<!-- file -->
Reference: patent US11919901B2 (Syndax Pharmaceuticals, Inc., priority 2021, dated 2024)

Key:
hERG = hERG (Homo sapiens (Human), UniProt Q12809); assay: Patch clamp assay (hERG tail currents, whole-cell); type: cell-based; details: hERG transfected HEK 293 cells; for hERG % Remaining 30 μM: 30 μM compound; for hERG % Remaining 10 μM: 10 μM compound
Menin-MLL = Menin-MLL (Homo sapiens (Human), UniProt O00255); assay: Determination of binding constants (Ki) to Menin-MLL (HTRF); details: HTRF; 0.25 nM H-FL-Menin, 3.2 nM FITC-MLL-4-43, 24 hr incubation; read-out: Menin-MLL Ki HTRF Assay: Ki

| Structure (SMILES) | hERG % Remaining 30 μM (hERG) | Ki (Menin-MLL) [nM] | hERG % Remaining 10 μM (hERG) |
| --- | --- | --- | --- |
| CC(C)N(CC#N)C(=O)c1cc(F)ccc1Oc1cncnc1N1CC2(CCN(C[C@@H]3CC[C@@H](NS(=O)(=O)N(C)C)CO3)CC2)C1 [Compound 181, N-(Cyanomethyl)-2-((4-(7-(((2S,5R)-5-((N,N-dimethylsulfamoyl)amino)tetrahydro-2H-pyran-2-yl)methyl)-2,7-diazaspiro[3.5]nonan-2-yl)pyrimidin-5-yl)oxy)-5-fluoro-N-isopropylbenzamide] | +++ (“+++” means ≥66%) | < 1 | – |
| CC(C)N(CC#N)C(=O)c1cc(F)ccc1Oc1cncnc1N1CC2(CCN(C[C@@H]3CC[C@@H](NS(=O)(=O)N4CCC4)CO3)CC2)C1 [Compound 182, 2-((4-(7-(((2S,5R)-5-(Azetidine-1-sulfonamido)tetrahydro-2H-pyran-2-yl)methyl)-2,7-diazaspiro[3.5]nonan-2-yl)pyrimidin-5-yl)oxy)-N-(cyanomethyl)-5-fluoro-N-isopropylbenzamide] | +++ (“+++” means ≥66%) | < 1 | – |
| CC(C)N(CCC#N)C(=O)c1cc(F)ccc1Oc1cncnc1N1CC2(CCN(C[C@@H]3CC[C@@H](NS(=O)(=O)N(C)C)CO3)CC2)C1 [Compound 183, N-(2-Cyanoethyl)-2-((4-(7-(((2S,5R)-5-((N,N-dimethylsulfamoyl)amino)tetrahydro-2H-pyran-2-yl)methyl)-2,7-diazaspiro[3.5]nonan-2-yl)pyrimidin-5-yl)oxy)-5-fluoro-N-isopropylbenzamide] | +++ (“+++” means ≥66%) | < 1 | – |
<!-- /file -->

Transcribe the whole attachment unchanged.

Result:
Reference: patent US11919901B2 (Syndax Pharmaceuticals, Inc., priority 2021, dated 2024)

Key:
hERG = hERG (Homo sapiens (Human), UniProt Q12809); assay: Patch clamp assay (hERG tail currents, whole-cell); type: cell-based; details: hERG transfected HEK 293 cells; for hERG % Remaining 30 μM: 30 μM compound; for hERG % Remaining 10 μM: 10 μM compound
Menin-MLL = Menin-MLL (Homo sapiens (Human), UniProt O00255); assay: Determination of binding constants (Ki) to Menin-MLL (HTRF); details: HTRF; 0.25 nM H-FL-Menin, 3.2 nM FITC-MLL-4-43, 24 hr incubation; read-out: Menin-MLL Ki HTRF Assay: Ki

| Structure (SMILES) | hERG % Remaining 30 μM (hERG) | Ki (Menin-MLL) [nM] | hERG % Remaining 10 μM (hERG) |
| --- | --- | --- | --- |
| CC(C)N(CC#N)C(=O)c1cc(F)ccc1Oc1cncnc1N1CC2(CCN(C[C@@H]3CC[C@@H](NS(=O)(=O)N(C)C)CO3)CC2)C1 [Compound 181, N-(Cyanomethyl)-2-((4-(7-(((2S,5R)-5-((N,N-dimethylsulfamoyl)amino)tetrahydro-2H-pyran-2-yl)methyl)-2,7-diazaspiro[3.5]nonan-2-yl)pyrimidin-5-yl)oxy)-5-fluoro-N-isopropylbenzamide] | +++ (“+++” means ≥66%) | < 1 | – |
| CC(C)N(CC#N)C(=O)c1cc(F)ccc1Oc1cncnc1N1CC2(CCN(C[C@@H]3CC[C@@H](NS(=O)(=O)N4CCC4)CO3)CC2)C1 [Compound 182, 2-((4-(7-(((2S,5R)-5-(Azetidine-1-sulfonamido)tetrahydro-2H-pyran-2-yl)methyl)-2,7-diazaspiro[3.5]nonan-2-yl)pyrimidin-5-yl)oxy)-N-(cyanomethyl)-5-fluoro-N-isopropylbenzamide] | +++ (“+++” means ≥66%) | < 1 | – |
| CC(C)N(CCC#N)C(=O)c1cc(F)ccc1Oc1cncnc1N1CC2(CCN(C[C@@H]3CC[C@@H](NS(=O)(=O)N(C)C)CO3)CC2)C1 [Compound 183, N-(2-Cyanoethyl)-2-((4-(7-(((2S,5R)-5-((N,N-dimethylsulfamoyl)amino)tetrahydro-2H-pyran-2-yl)methyl)-2,7-diazaspiro[3.5]nonan-2-yl)pyrimidin-5-yl)oxy)-5-fluoro-N-isopropylbenzamide] | +++ (“+++” means ≥66%) | < 1 | – |